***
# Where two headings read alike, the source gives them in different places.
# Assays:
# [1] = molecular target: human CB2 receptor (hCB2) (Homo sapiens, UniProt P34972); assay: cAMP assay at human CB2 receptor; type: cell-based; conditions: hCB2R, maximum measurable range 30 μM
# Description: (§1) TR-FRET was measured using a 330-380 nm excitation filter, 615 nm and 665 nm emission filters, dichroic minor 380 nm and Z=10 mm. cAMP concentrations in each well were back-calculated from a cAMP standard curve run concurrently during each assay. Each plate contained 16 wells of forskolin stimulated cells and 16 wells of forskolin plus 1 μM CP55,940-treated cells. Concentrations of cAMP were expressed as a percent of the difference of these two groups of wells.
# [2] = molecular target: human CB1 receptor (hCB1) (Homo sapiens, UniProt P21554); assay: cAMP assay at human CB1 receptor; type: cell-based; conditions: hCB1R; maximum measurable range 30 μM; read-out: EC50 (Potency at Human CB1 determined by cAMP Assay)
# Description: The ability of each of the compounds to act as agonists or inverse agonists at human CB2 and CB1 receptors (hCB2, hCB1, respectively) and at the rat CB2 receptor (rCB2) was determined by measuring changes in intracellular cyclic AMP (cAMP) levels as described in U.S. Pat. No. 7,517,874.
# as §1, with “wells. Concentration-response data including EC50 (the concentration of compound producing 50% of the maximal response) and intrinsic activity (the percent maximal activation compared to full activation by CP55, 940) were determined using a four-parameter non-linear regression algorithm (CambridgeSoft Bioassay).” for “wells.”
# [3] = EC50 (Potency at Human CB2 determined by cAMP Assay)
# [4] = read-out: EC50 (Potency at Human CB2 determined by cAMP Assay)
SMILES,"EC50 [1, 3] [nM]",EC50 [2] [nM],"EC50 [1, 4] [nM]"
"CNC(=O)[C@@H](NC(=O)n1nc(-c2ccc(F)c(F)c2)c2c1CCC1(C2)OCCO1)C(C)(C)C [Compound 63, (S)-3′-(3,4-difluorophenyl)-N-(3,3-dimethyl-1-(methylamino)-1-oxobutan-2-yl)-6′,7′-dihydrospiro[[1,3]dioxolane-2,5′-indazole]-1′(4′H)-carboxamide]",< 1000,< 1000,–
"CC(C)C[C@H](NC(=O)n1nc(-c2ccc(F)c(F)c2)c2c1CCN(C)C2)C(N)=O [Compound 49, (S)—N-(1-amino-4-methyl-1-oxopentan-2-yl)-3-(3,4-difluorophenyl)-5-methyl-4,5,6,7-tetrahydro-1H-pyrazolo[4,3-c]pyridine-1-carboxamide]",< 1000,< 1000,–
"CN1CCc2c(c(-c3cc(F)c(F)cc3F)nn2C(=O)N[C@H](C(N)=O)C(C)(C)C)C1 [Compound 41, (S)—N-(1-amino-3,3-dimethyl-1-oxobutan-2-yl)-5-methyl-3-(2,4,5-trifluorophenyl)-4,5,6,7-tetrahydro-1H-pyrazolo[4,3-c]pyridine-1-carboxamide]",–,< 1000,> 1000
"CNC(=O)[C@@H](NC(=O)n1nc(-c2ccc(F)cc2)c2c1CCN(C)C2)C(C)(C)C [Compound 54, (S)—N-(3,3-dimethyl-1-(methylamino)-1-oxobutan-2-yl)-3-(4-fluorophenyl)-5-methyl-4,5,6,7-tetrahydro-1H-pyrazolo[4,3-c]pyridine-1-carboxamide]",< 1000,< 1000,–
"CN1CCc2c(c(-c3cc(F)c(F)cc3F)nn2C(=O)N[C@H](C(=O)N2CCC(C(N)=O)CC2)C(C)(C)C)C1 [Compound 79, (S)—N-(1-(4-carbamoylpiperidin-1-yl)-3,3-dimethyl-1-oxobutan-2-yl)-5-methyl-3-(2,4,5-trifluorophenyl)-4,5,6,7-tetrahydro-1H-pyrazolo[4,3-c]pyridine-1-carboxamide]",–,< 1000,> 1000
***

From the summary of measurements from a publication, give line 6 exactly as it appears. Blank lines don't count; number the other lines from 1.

# Description: The ability of each of the compounds to act as agonists or inverse agonists at human CB2 and CB1 receptors (hCB2, hCB1, respectively) and at the rat CB2 receptor (rCB2) was determined by measuring changes in intracellular cyclic AMP (cAMP) levels as described in U.S. Pat. No. 7,517,874.